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What is the most important care that parents can provide for their toddlers’ vision? The most critical issue with toddlers is their inability to communicate vision problems. Parents and pediatricians play an important role in identifying issues before they exacerbate. Observant parents will notice that their toddler prefers to watch television from a distance or to play with a smartphone or tablet close to the face. These habits indicate early signs of vision trouble. If your child crosses his or her eyes when tired or trying to read up close, this is also a sign of poor vision in one or both eyes. Observing photographs of your child with uneven red reflexes coming from his or her eyes can indicate possible cataracts, tumors, or crossing of the eyes.

The recommendation of the American Academy of Ophthalmology is that children should have an assessment for eye problems in the newborn period and then at all subsequent routine health visits. The elements of the assessment will vary with the age of the child. By ages 3 to 3 1/2, the child will generally cooperate enough for a fairly accurate assessment of visual acuity and ocular alignment. A pediatrician or other medical practitioner should provide the assessment. Any abnormality or the inability to test is cause for referral to an ophthalmologist.

What vision-related issues do teens and young adults face? School and college-campus environments are where students can become susceptible to a number of vision and eye issues, such as injury, infection and increased nearsightedness. The six tips below from the American Academy of Ophthalmology will help students protect their vision and eyes through college.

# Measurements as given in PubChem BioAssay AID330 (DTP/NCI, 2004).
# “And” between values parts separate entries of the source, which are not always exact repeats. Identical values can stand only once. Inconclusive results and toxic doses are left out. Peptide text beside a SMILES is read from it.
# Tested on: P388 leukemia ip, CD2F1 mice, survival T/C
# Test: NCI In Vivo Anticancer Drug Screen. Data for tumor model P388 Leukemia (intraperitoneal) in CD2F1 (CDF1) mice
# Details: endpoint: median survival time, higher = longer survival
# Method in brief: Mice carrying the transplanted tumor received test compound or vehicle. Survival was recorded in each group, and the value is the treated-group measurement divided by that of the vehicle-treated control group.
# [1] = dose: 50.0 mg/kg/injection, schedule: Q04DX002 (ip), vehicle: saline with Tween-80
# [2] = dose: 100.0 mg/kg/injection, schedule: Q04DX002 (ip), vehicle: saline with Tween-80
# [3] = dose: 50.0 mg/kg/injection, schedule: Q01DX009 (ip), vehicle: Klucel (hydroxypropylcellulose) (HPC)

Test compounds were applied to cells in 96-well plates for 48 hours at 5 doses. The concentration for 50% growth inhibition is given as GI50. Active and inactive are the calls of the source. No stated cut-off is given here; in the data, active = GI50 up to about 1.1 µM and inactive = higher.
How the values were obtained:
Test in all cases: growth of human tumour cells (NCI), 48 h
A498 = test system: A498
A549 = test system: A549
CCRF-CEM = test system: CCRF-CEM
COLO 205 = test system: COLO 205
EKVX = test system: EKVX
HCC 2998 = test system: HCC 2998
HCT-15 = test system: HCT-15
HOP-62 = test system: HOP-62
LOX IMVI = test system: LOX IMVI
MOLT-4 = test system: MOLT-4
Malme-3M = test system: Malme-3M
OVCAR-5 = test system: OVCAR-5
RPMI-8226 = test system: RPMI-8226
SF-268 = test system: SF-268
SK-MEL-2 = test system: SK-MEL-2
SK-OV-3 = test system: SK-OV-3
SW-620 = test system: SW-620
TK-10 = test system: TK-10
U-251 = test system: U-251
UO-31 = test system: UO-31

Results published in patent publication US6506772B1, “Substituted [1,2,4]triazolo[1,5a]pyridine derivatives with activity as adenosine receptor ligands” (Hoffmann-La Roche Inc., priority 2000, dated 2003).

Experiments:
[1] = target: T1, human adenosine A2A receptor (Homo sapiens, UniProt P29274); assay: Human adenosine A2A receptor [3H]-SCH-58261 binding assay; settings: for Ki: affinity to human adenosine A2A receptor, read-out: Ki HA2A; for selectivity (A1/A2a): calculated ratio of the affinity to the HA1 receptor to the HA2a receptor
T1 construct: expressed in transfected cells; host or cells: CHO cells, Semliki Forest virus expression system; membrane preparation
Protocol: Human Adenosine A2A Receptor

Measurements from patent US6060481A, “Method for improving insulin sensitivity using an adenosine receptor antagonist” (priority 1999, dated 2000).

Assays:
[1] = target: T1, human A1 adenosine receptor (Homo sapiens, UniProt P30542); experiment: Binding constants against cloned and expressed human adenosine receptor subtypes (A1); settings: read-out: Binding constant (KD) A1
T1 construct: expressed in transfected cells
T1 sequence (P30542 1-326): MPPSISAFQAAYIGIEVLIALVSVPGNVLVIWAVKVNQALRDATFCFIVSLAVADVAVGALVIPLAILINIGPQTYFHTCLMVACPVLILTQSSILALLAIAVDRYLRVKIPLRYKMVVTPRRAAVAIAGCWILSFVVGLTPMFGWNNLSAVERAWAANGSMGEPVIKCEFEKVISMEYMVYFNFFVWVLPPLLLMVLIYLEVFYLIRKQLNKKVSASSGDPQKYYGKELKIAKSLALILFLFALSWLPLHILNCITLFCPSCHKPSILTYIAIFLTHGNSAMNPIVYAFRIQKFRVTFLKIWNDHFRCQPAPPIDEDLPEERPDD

1. Go outside. Scholastically inclined students spend much of their time studying indoors, which puts them at risk of becoming nearsighted or myopic. Studies are revealing that the natural light of the outdoor environment, along with the greater viewing distances, is beneficial in helping to stem myopia progression.

2. Avoid showering and swimming with contact lenses. Acanthamoeba is a parasite that lives in water and can cause a rare but serious eye infection. According to the Centers for Disease Control and Prevention, 85 percent of cases occur in contact-lens wearers, with one of the main risks being exposure of lenses to water. Do not wear contact lenses in showers or hot tubs, or when swimming in lakes or pools.

3. Wash your hands. Conjunctivitis, also known as pink eye, spreads easily and quickly in communal environments like daycare, schools and college dormitories. Pink eye makes the whites of your eyes turn red or pink, causing tearing and itching. The infection is often spread from eye to hand to eye, so good hand washing with soap will help to prevent or spread the infection. It is also good practice to avoid sharing facecloths, towels and cosmetics.

4. Give your eyes a break. To help avoid eyestrain, follow the 20-20-20 rule: Look at something 20 feet away every 20 minutes for 20 seconds. Also, blink regularly—dry eyes can become painful. Giving your eyes a needed break by blinking will keep them moist and lubricated.

5. Don’t share makeup. As harmless as it may seem, sharing makeup is a surefire way to spread infection. Infection-causing bacteria grows easily in creamy or liquid eye makeup. Stick to your own makeup, and throw it away after three months. If you develop an eye infection, immediately toss all of your eye makeup.

6. Protect your eyes during the game. Common injuries—such as scratches on the eye surface and broken bones near the eye socket—happen most often during high-risk sports like baseball, basketball and lacrosse. Athletes should consider wearing polycarbonate sports glasses to help keep stray balls and elbows from hitting their eyes.